The Effect of the ACA Medicaid Expansion on Marriage Behavior

37 Pages Posted: 18 Sep 2019 Last revised: 18 Dec 2020

See all articles by Matt Hampton

Matt Hampton

University of Northern Iowa - College of Business Administration - Department of Economics

Otto Lenhart

University of Strathclyde - Strathclyde Business School

Date Written: September 9, 2019

Abstract

paper investigates the impact of the 2014 Medicaid expansions on marital behavior. The Patient Protection and Affordable Care Act (ACA) encouraged states to expand Medicaid and thereby increase insurance options for low-income individuals. Contributing to earlier work showing evidence of a link between insurance coverage and incentives to marry, we test whether the Medicaid expansions affected marriage and divorce decisions. Using data from the American Community Survey from 2008 to 2018 and estimating difference-in-differences models, we test the impact of Medicaid expansion on both stock and flow marital outcomes. As a first-stage effect, we show that the expansions increased Medicaid coverage by 31.15 percent in first-time expansion states. When evaluating the effects of the policy on marriage behavior, we find that Medicaid expansions led to a 0.75 percent reduction in the stock of married people, a 4.15 percent reduction in the likelihood of having married in the past year, and a 3.61 percent increase in having had a recent divorce. We believe the underlying mechanism to be twofold. First, Medicaid expansion led to increased insurance options, which decreased reliance on spousal health insurance coverage. Second, by changing eligibility thresholds, Medicaid led to people choosing to forego marriage or get divorced to meet post-policy program eligibility restrictions.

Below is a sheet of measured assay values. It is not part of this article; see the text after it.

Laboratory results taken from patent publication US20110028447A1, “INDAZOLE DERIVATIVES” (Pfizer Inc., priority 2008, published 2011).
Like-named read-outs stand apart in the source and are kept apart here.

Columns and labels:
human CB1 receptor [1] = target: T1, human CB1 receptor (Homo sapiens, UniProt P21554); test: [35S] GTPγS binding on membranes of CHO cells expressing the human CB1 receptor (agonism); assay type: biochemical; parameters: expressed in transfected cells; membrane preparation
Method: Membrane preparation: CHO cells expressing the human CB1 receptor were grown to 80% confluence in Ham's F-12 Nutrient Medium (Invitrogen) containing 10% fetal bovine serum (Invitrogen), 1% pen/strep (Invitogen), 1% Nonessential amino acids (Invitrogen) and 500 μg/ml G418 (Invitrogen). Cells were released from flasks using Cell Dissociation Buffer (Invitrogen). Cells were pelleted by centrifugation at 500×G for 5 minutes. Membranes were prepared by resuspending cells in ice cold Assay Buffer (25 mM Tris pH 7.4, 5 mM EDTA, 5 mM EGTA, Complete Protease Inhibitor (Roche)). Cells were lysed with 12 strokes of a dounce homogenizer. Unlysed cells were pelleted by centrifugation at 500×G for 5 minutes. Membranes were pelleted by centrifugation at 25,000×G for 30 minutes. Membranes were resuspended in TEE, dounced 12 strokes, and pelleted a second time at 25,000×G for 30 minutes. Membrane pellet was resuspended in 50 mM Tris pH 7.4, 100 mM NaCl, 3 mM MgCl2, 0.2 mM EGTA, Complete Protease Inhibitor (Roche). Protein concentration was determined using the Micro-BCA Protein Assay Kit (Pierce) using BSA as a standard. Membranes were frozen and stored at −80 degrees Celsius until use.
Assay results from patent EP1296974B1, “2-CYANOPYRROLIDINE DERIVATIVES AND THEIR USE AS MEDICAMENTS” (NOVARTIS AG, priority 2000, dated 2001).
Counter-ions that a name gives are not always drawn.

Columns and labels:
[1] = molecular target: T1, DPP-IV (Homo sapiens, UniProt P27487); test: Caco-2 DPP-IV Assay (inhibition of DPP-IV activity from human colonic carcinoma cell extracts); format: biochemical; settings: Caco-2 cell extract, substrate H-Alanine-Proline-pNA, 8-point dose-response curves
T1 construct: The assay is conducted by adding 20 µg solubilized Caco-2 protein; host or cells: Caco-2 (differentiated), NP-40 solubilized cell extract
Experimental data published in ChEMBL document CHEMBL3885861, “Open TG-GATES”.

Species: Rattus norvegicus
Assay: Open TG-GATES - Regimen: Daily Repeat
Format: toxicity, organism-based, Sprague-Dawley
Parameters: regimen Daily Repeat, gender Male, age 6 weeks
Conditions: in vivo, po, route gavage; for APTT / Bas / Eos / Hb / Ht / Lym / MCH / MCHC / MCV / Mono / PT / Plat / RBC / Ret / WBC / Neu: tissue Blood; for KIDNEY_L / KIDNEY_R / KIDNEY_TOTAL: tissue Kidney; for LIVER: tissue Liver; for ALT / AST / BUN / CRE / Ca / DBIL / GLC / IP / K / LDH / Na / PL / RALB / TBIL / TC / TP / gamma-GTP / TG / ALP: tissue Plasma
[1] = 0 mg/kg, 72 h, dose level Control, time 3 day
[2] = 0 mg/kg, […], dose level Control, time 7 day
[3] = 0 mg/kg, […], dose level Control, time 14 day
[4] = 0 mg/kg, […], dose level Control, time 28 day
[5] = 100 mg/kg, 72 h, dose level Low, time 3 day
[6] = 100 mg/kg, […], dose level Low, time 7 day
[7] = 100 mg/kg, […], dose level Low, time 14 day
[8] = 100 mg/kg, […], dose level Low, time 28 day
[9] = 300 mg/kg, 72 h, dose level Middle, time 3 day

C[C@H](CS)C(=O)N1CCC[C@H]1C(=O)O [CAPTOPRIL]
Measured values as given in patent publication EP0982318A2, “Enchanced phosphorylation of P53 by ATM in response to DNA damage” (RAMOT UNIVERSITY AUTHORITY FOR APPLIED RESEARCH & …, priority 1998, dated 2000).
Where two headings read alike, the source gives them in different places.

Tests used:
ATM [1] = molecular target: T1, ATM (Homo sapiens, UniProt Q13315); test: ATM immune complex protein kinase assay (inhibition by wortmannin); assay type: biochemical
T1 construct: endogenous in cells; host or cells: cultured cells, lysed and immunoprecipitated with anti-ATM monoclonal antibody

Keywords: Affordable Care Act, Medicaid Expansion, Health Insurance, Marriage

JEL Classification: J12, I13, D1

Suggested Citation

Hampton, Matt and Lenhart, Otto, The Effect of the ACA Medicaid Expansion on Marriage Behavior (September 9, 2019). Available at SSRN: https://ssrn.com/abstract=3450609 or http://dx.doi.org/10.2139/ssrn.3450609

Matt Hampton

University of Northern Iowa - College of Business Administration - Department of Economics ( email )

Cedar Falls, IA 50614
United States

Otto Lenhart (Contact Author)

University of Strathclyde - Strathclyde Business School ( email )

100 Cathedral Street
Glasgow G1 1XU
United Kingdom

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